Double Booked: Potential Spaces
By Eleanor Smith
Many years into a thriving congregational rabbinate, I was called to study medicine. Out of the blue, my father’s fantasy that had never been mine. For two years I kept this crazy thought to myself but in the end decided there was no failing scenario and I headed off in the direction of this strong signal I heard in my head every day. One encounter probably watered the seed. Called to the hospital for a simultaneous bedside consultation with the doctor, the rabbi (me then) and the patient’s family, we pooled what we knew of medicine, Jewish ethics and a father’s legacy to decide the best course of care for the elderly gentleman before us. As much as I loved being a rabbi, I was also acutely aware of the borders where my skills dropped away, in no arena more dramatically than in matters of sickness. With my bachelor’s in English literature and my three young children, I began an almost twelve year adventure to fill in this missing half, to expand the horizon of service that I now knew to be possible, to forge a hybrid of the physical realm with the psycho/social/spiritual one I knew so well.
When every power point in first year digestive physiology showed fecal matter, I decided it was time to bring the kids (4, 6 and 8)with me to school, with their little cars and Polly Pockets. I really wanted them to be a part of what I was doing. The syllabus said GI but that day’s topic was liver physiology. Spectacularly boring, with loud whispers of “where’s the poop?” Cafeteria food and sweatshirts from the bookstore afterward. When it was time for 30-hour shifts in the hospital during residency, my daughter Sophie came and hung out in the lounge with the 20-somethings, bravely slept in the call room while I went back and forth to the ER, the floors. In anatomy, there is a notion of potential spaces, spaces in the human body that only become evident when they fill with something new, usually something pathologic. But the room is there, more than we know, and the human body is a wonder of accommodation and resilience.
At the very beginning of my journey, a close family member told me that medical school with three young children was unethical. I pushed back on this gender-based distinction between the legitimacy of his long work hours and mine, but I carried that heavy word in my backpack for all those years, in each moment seeking the balance between my devotion to my three beloved children and my desire to extend my rabbinate into the world of medicine. I took an extra year in medical school, spent those summers at home with the kids, made smaller gestures when the endeavor could not be sized to fit a student like me. I got high honors in nothing but did good enough in the things that mattered most. They saw me fail and sweat (I did most of my crying in the car) and were there at my side when I took our diploma home.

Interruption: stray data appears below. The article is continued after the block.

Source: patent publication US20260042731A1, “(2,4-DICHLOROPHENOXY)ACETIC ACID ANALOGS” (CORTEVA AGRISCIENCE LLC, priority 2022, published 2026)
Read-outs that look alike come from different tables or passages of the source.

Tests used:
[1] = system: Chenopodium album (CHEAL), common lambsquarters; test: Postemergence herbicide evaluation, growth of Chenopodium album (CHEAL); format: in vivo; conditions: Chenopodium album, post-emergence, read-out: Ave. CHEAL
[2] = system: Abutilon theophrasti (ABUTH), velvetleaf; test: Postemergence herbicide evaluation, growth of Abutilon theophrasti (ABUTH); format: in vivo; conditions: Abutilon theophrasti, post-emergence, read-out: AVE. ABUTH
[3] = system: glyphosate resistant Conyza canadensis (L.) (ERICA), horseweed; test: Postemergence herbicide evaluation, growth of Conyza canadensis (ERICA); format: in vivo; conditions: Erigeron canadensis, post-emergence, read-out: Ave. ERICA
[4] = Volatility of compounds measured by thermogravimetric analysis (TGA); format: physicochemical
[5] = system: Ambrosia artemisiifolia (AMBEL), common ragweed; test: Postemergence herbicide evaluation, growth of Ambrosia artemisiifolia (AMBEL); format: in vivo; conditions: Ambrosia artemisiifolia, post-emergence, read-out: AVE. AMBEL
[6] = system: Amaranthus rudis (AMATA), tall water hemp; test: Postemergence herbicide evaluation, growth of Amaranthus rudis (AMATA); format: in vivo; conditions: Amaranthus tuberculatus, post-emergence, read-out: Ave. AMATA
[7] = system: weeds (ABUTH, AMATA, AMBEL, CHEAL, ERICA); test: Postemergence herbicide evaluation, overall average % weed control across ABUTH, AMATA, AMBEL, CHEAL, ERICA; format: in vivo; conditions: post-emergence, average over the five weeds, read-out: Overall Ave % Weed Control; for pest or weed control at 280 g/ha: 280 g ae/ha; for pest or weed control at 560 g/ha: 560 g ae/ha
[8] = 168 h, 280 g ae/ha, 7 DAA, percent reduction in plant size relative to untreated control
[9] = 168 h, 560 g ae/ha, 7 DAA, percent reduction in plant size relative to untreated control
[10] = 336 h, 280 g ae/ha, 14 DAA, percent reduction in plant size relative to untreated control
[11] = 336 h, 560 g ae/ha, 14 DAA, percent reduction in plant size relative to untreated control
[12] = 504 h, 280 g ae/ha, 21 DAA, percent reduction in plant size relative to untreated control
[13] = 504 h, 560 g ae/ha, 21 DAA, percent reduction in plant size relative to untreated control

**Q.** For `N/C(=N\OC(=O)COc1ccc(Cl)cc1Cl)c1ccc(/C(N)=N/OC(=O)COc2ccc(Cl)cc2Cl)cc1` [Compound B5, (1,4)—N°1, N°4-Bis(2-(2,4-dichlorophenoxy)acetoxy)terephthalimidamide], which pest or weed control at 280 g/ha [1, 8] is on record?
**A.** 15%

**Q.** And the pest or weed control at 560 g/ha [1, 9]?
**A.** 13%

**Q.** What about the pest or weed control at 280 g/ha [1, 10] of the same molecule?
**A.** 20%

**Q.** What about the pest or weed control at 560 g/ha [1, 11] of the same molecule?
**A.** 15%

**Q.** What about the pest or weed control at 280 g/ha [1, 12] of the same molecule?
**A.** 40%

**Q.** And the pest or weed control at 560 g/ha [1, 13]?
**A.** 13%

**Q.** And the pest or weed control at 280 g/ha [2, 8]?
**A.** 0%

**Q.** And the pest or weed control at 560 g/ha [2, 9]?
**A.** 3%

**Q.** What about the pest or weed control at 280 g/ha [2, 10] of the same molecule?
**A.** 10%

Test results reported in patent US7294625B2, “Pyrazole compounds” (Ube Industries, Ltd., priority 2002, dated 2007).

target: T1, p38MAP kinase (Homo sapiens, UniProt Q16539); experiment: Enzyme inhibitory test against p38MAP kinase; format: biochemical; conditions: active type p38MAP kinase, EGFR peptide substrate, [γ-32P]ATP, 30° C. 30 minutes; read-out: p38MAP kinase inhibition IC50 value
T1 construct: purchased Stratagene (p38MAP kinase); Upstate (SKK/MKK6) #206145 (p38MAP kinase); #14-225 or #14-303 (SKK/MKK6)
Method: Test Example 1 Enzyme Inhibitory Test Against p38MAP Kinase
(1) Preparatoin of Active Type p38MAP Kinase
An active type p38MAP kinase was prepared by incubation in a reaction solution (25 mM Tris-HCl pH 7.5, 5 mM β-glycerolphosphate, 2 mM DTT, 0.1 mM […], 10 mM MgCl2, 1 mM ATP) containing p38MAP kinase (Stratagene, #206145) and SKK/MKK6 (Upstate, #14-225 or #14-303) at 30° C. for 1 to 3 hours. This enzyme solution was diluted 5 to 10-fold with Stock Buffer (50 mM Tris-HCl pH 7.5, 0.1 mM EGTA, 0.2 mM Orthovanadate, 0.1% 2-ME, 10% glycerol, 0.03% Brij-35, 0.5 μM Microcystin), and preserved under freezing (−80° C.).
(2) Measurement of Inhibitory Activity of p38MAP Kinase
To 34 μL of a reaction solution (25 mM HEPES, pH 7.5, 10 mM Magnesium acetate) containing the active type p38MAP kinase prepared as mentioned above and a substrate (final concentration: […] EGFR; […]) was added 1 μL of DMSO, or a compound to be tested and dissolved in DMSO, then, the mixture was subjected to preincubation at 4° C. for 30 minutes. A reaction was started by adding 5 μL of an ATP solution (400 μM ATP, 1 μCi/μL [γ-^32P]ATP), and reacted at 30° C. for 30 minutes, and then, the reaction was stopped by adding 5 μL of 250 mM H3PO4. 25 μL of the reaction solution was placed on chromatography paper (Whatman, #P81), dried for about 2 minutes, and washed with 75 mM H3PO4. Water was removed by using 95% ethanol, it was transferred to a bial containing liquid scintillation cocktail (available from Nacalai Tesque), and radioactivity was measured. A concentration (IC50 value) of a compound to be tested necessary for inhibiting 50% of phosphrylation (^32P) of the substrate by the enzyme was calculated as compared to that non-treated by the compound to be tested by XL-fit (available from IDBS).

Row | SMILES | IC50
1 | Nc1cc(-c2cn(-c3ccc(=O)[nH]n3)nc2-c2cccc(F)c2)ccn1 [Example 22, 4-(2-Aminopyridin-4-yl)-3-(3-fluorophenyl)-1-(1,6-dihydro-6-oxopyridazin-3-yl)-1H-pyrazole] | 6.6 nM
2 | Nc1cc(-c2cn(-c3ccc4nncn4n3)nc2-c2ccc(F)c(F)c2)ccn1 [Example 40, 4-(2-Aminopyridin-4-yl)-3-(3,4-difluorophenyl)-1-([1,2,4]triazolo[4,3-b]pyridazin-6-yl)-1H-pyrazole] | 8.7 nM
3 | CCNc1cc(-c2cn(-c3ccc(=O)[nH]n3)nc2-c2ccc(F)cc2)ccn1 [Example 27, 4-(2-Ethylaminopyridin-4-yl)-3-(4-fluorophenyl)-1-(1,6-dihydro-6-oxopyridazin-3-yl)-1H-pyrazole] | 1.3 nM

My mom worked full time, my stepmom too. A girl doesn’t know who she’ll be or what she’ll need when she becomes an adult, and then a mother. Just like so many things we don’t know in childhood, it’s ok. Everyone has an internal compass, you just have to trust that it’s there and it won’t walk you over the cliff. In the world of working families, there is no right, just what’s true and doable and necessary for each family. It’s possible to have bruises and strains and still be deeply blessed for the vast opportunities of this modern world and for the mighty partnership that is family. I sure am.
Rabbi Eleanor Smith, MD is currently practicing internal medicine in Evanston, IL
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